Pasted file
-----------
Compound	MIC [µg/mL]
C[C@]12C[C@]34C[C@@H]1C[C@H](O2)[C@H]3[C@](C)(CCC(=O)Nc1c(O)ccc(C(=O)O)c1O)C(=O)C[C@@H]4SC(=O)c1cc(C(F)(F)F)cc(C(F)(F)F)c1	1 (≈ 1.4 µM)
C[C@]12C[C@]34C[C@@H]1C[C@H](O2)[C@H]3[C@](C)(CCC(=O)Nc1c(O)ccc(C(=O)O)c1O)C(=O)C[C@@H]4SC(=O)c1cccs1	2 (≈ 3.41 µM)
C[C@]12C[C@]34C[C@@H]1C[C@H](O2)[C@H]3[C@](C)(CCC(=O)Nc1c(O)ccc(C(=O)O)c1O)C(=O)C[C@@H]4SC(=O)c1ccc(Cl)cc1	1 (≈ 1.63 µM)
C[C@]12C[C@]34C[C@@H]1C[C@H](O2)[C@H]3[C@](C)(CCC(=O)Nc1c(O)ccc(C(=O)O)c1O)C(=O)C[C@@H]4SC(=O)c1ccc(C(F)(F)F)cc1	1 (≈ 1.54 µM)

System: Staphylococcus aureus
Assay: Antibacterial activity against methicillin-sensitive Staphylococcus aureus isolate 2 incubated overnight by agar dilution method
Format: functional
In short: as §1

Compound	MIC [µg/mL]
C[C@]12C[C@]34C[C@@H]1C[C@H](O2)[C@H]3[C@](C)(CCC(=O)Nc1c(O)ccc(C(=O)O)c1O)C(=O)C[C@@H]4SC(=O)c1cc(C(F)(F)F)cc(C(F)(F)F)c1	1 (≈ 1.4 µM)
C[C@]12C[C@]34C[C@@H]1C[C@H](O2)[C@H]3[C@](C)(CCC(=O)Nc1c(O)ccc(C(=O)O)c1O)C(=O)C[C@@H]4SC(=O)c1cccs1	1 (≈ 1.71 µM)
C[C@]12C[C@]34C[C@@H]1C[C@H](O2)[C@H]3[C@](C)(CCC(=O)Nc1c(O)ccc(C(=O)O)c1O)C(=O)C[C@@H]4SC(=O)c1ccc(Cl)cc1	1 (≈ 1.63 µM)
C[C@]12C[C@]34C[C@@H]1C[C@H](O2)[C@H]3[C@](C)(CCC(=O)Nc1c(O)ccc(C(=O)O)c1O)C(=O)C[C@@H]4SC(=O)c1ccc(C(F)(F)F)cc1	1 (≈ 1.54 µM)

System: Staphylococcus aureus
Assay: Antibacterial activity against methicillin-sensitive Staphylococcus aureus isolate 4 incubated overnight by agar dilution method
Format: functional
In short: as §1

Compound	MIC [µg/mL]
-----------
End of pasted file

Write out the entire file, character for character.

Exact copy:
Compound	MIC [µg/mL]
C[C@]12C[C@]34C[C@@H]1C[C@H](O2)[C@H]3[C@](C)(CCC(=O)Nc1c(O)ccc(C(=O)O)c1O)C(=O)C[C@@H]4SC(=O)c1cc(C(F)(F)F)cc(C(F)(F)F)c1	1 (≈ 1.4 µM)
C[C@]12C[C@]34C[C@@H]1C[C@H](O2)[C@H]3[C@](C)(CCC(=O)Nc1c(O)ccc(C(=O)O)c1O)C(=O)C[C@@H]4SC(=O)c1cccs1	2 (≈ 3.41 µM)
C[C@]12C[C@]34C[C@@H]1C[C@H](O2)[C@H]3[C@](C)(CCC(=O)Nc1c(O)ccc(C(=O)O)c1O)C(=O)C[C@@H]4SC(=O)c1ccc(Cl)cc1	1 (≈ 1.63 µM)
C[C@]12C[C@]34C[C@@H]1C[C@H](O2)[C@H]3[C@](C)(CCC(=O)Nc1c(O)ccc(C(=O)O)c1O)C(=O)C[C@@H]4SC(=O)c1ccc(C(F)(F)F)cc1	1 (≈ 1.54 µM)

System: Staphylococcus aureus
Assay: Antibacterial activity against methicillin-sensitive Staphylococcus aureus isolate 2 incubated overnight by agar dilution method
Format: functional
In short: as §1

Compound	MIC [µg/mL]
C[C@]12C[C@]34C[C@@H]1C[C@H](O2)[C@H]3[C@](C)(CCC(=O)Nc1c(O)ccc(C(=O)O)c1O)C(=O)C[C@@H]4SC(=O)c1cc(C(F)(F)F)cc(C(F)(F)F)c1	1 (≈ 1.4 µM)
C[C@]12C[C@]34C[C@@H]1C[C@H](O2)[C@H]3[C@](C)(CCC(=O)Nc1c(O)ccc(C(=O)O)c1O)C(=O)C[C@@H]4SC(=O)c1cccs1	1 (≈ 1.71 µM)
C[C@]12C[C@]34C[C@@H]1C[C@H](O2)[C@H]3[C@](C)(CCC(=O)Nc1c(O)ccc(C(=O)O)c1O)C(=O)C[C@@H]4SC(=O)c1ccc(Cl)cc1	1 (≈ 1.63 µM)
C[C@]12C[C@]34C[C@@H]1C[C@H](O2)[C@H]3[C@](C)(CCC(=O)Nc1c(O)ccc(C(=O)O)c1O)C(=O)C[C@@H]4SC(=O)c1ccc(C(F)(F)F)cc1	1 (≈ 1.54 µM)

System: Staphylococcus aureus
Assay: Antibacterial activity against methicillin-sensitive Staphylococcus aureus isolate 4 incubated overnight by agar dilution method
Format: functional
In short: as §1

Compound	MIC [µg/mL]